Latest News: Forums Technical wood or GRP. weight difference

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  • #4214

    Hi All,
    We have a mark 2 GRP,made around 1982 but she is proving difficult to launch and recover due to weight. Does anyone have a general idea of the weight difference between a woody and GRP. Many Thanks, Vince

    #9486
    mhardman
    Member

    I thought they all weighed about the same. Wood is stiffer for a given weight, hence preferred for racing.

    How are you launching and recovering it? The whole point of a Wayfarer is it’s more seaworthy and roomier than smaller dinghys but those factors obviously make it heavier and harder to launch. C’est la vie!

    The irony is that it’s a doddle to launch and recover at a real ramp with a winch on the trailer. Wouldn’t like to move it on a dollie though.

    #9487

    Thanks for reply, but I can only find a minimum hull weight and suspect that the GRP boats are heavier.

    #9488
    triton
    Participant

    Under the class rules (25), the dinghy should weigh about 168kg.
    As mentioned previously, what is the problem you are encountering when launching and recovering.
    What type of trailer is in use, a Combi trailer or just a road trailer.
    Concrete slipway, steep slope or sand, shingle or mud.
    Is the dinghy loaded for cruising purposes with outboard etc?

    On level ground, with the dinghy on the trailer, are you able to move the trailer around without any great difficulty?

    #9489
    Bob Harland
    Participant

    A boat built for racing – whether wood or GRP would be built to minimum weight. Though most boats were not built for racing and there could be aspects of the construction that would make them over the minimum weight.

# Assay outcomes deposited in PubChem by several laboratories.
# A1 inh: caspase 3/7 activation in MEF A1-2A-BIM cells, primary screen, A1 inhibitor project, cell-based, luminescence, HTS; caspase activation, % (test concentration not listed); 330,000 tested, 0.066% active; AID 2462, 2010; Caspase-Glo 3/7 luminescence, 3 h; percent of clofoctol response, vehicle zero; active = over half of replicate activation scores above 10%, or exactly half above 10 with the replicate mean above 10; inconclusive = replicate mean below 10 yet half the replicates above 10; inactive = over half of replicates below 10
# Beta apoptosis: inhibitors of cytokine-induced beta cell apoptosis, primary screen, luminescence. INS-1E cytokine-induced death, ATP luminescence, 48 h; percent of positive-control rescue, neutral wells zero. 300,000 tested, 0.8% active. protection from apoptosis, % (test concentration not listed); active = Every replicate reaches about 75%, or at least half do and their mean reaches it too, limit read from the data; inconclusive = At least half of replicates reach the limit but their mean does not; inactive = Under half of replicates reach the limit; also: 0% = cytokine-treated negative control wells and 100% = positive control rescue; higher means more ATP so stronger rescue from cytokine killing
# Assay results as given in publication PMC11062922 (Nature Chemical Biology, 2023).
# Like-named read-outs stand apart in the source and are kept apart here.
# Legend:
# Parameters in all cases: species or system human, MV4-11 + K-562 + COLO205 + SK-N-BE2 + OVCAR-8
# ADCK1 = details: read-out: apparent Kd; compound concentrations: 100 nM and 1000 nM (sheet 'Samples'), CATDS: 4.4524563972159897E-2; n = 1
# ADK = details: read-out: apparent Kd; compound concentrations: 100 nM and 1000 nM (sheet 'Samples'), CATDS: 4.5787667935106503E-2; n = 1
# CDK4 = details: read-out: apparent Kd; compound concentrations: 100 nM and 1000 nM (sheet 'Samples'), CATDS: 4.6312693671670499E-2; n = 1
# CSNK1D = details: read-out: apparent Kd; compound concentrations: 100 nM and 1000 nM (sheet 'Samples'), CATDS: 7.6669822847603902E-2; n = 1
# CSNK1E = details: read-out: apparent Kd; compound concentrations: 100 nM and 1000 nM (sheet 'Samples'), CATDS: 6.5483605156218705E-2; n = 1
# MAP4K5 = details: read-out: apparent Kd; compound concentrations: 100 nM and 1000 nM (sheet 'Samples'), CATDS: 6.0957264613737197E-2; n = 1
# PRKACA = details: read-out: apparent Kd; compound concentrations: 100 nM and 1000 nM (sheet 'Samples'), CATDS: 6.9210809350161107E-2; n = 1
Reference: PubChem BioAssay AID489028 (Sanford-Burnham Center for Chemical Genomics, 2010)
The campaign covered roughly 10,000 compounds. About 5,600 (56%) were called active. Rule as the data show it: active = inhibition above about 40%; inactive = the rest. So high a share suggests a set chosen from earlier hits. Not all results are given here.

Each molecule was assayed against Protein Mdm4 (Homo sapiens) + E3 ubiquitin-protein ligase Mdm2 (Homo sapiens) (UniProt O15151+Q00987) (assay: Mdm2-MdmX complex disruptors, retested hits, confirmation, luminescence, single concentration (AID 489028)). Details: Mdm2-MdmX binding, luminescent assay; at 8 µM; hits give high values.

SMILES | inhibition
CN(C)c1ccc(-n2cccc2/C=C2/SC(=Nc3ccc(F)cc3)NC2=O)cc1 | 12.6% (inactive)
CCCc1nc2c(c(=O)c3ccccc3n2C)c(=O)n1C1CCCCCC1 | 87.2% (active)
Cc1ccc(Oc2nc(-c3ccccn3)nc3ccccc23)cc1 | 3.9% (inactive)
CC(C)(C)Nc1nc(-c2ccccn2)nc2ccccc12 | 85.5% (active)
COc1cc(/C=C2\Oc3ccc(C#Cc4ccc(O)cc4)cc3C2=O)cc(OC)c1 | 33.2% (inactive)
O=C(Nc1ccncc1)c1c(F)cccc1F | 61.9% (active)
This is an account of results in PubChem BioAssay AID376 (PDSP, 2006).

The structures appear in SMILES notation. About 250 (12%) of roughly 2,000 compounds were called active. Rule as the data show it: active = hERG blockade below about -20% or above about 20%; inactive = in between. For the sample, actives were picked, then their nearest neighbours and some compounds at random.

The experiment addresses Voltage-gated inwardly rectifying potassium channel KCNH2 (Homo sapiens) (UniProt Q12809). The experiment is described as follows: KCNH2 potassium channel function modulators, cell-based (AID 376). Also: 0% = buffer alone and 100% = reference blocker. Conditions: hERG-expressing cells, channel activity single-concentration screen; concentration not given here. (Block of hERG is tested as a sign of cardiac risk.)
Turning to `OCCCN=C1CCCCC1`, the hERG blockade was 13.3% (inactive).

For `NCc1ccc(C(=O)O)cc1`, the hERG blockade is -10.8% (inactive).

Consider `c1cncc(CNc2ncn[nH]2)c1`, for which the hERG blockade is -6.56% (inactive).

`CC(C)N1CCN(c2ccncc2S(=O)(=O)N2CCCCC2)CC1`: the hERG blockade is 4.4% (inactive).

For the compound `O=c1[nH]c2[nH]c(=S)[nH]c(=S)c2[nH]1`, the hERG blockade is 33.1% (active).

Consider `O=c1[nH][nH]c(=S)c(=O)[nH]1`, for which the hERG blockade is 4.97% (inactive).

How a GRP boat has been stored over the years could also be a factor – GRP will take up water. (A wood boat will also take up water but it would be rather obvious!)

    I sympathise with your launch/recovery as we moved a couple of years ago from a GRP boat built for cruising to a wooden boat built for racing. Our club is on an inland mere and has a shingle beach – the wooden boat is much easier to recover at our club.
    If we are away cruising then we always use the car to recover – it’s just easier and it saves our backs. Once you start to add much gear a Wayfarer is difficult to move up a slope.

    If you don’t have a good jockey wheel on your trolley then that will make a big difference.

    Hope that helps

    #9490

    Thanks for all your replies, We have a combi trailer and it is easy to move about on level ground, we sail on the Dee estuary which has very shallow water which makes it a long haul up the beach. I suppose we will just have to work out how to do things differently. Thanks everyone.

    #9491
    triton
    Participant

    As you can move it around on level ground, then the dinghy and trailer is not too physically demanding for you.
    Pulling up a slope is hard work and is really a two person operation.
    If that is not possible, then you need to use your towing vehicle or utilise a pulley system. A jockey wheel will help in either scenario.

    Pulling up a slope is best done in one operation to keep the dinghy and trailer moving. Once you stop, you will require a lot of physical effort to overcome the inertia/gravity to get moving again. If you need to stop, then rigging some form of automatic wedge behind the wheels, to stop the trailer rolling backwards may help.

    If the beach area is shingle or sand, then wider/bigger rigid trolley wheels may help, rather than the standard pneumatic type.
    Just some ideas for you to ponder.

    #9492
    mhardman
    Member

    Sounds like you need a vehicle with an electric winch…. would certainly help recovery. Plus wide tyres on the trailer.

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